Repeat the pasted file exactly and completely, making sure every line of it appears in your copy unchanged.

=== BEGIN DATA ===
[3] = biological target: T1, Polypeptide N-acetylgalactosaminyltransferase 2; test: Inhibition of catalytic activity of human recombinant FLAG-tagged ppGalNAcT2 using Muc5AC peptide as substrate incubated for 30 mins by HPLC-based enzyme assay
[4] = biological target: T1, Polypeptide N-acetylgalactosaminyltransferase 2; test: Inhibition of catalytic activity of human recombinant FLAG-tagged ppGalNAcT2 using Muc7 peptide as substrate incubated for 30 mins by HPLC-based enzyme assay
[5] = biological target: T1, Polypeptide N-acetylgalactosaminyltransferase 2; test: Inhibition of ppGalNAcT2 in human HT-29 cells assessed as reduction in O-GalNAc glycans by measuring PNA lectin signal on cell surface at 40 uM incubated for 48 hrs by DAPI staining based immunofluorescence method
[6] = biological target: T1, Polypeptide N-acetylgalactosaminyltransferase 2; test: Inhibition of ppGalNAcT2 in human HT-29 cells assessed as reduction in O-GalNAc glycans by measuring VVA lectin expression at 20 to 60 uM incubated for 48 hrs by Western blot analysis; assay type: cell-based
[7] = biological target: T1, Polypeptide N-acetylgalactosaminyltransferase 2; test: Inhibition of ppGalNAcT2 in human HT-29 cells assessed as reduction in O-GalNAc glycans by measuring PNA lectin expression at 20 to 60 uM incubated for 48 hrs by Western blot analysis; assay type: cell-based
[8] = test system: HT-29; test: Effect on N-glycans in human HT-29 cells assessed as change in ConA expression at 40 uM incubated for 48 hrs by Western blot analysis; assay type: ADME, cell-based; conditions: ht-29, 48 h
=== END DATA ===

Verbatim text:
[3] = biological target: T1, Polypeptide N-acetylgalactosaminyltransferase 2; test: Inhibition of catalytic activity of human recombinant FLAG-tagged ppGalNAcT2 using Muc5AC peptide as substrate incubated for 30 mins by HPLC-based enzyme assay
[4] = biological target: T1, Polypeptide N-acetylgalactosaminyltransferase 2; test: Inhibition of catalytic activity of human recombinant FLAG-tagged ppGalNAcT2 using Muc7 peptide as substrate incubated for 30 mins by HPLC-based enzyme assay
[5] = biological target: T1, Polypeptide N-acetylgalactosaminyltransferase 2; test: Inhibition of ppGalNAcT2 in human HT-29 cells assessed as reduction in O-GalNAc glycans by measuring PNA lectin signal on cell surface at 40 uM incubated for 48 hrs by DAPI staining based immunofluorescence method
[6] = biological target: T1, Polypeptide N-acetylgalactosaminyltransferase 2; test: Inhibition of ppGalNAcT2 in human HT-29 cells assessed as reduction in O-GalNAc glycans by measuring VVA lectin expression at 20 to 60 uM incubated for 48 hrs by Western blot analysis; assay type: cell-based
[7] = biological target: T1, Polypeptide N-acetylgalactosaminyltransferase 2; test: Inhibition of ppGalNAcT2 in human HT-29 cells assessed as reduction in O-GalNAc glycans by measuring PNA lectin expression at 20 to 60 uM incubated for 48 hrs by Western blot analysis; assay type: cell-based
[8] = test system: HT-29; test: Effect on N-glycans in human HT-29 cells assessed as change in ConA expression at 40 uM incubated for 48 hrs by Western blot analysis; assay type: ADME, cell-based; conditions: ht-29, 48 h